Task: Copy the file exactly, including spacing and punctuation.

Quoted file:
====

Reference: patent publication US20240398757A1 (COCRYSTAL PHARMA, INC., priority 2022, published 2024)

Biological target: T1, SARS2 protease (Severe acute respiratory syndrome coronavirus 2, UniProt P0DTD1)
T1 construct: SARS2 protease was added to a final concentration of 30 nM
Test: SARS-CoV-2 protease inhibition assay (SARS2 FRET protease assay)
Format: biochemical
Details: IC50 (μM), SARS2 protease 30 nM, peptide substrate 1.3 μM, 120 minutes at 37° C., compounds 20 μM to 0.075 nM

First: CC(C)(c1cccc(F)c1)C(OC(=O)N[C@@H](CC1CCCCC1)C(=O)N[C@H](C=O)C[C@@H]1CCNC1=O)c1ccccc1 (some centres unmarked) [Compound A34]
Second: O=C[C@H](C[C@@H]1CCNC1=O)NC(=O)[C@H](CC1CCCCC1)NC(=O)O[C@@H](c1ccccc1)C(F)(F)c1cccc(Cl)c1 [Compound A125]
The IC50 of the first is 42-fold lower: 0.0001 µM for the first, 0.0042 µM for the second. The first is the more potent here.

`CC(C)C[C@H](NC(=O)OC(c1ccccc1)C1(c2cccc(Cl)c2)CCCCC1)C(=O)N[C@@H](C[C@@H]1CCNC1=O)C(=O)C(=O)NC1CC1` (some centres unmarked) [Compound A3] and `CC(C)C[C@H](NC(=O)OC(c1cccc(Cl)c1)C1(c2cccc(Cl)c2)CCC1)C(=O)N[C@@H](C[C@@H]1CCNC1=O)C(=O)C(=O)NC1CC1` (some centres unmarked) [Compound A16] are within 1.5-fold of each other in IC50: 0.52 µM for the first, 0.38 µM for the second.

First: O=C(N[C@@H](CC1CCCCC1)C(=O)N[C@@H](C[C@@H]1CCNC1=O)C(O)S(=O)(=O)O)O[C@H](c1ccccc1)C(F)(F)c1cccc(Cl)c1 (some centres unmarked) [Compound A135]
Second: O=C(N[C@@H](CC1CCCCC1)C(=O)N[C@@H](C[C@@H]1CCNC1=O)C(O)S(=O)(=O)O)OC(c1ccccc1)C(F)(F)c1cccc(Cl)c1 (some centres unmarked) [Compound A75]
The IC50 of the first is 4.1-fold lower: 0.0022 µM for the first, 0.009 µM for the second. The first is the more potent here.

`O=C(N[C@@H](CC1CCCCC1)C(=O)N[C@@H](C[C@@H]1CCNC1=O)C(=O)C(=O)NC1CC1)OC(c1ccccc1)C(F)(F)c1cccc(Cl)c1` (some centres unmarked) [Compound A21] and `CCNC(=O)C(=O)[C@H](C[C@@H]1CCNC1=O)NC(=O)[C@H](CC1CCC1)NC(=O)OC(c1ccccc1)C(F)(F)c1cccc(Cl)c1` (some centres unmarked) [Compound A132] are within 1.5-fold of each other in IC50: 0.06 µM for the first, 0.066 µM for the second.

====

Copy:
Reference: patent publication US20240398757A1 (COCRYSTAL PHARMA, INC., priority 2022, published 2024)

Biological target: T1, SARS2 protease (Severe acute respiratory syndrome coronavirus 2, UniProt P0DTD1)
T1 construct: SARS2 protease was added to a final concentration of 30 nM
Test: SARS-CoV-2 protease inhibition assay (SARS2 FRET protease assay)
Format: biochemical
Details: IC50 (μM), SARS2 protease 30 nM, peptide substrate 1.3 μM, 120 minutes at 37° C., compounds 20 μM to 0.075 nM

First: CC(C)(c1cccc(F)c1)C(OC(=O)N[C@@H](CC1CCCCC1)C(=O)N[C@H](C=O)C[C@@H]1CCNC1=O)c1ccccc1 (some centres unmarked) [Compound A34]
Second: O=C[C@H](C[C@@H]1CCNC1=O)NC(=O)[C@H](CC1CCCCC1)NC(=O)O[C@@H](c1ccccc1)C(F)(F)c1cccc(Cl)c1 [Compound A125]
The IC50 of the first is 42-fold lower: 0.0001 µM for the first, 0.0042 µM for the second. The first is the more potent here.

`CC(C)C[C@H](NC(=O)OC(c1ccccc1)C1(c2cccc(Cl)c2)CCCCC1)C(=O)N[C@@H](C[C@@H]1CCNC1=O)C(=O)C(=O)NC1CC1` (some centres unmarked) [Compound A3] and `CC(C)C[C@H](NC(=O)OC(c1cccc(Cl)c1)C1(c2cccc(Cl)c2)CCC1)C(=O)N[C@@H](C[C@@H]1CCNC1=O)C(=O)C(=O)NC1CC1` (some centres unmarked) [Compound A16] are within 1.5-fold of each other in IC50: 0.52 µM for the first, 0.38 µM for the second.

First: O=C(N[C@@H](CC1CCCCC1)C(=O)N[C@@H](C[C@@H]1CCNC1=O)C(O)S(=O)(=O)O)O[C@H](c1ccccc1)C(F)(F)c1cccc(Cl)c1 (some centres unmarked) [Compound A135]
Second: O=C(N[C@@H](CC1CCCCC1)C(=O)N[C@@H](C[C@@H]1CCNC1=O)C(O)S(=O)(=O)O)OC(c1ccccc1)C(F)(F)c1cccc(Cl)c1 (some centres unmarked) [Compound A75]
The IC50 of the first is 4.1-fold lower: 0.0022 µM for the first, 0.009 µM for the second. The first is the more potent here.

`O=C(N[C@@H](CC1CCCCC1)C(=O)N[C@@H](C[C@@H]1CCNC1=O)C(=O)C(=O)NC1CC1)OC(c1ccccc1)C(F)(F)c1cccc(Cl)c1` (some centres unmarked) [Compound A21] and `CCNC(=O)C(=O)[C@H](C[C@@H]1CCNC1=O)NC(=O)[C@H](CC1CCC1)NC(=O)OC(c1ccccc1)C(F)(F)c1cccc(Cl)c1` (some centres unmarked) [Compound A132] are within 1.5-fold of each other in IC50: 0.06 µM for the first, 0.066 µM for the second.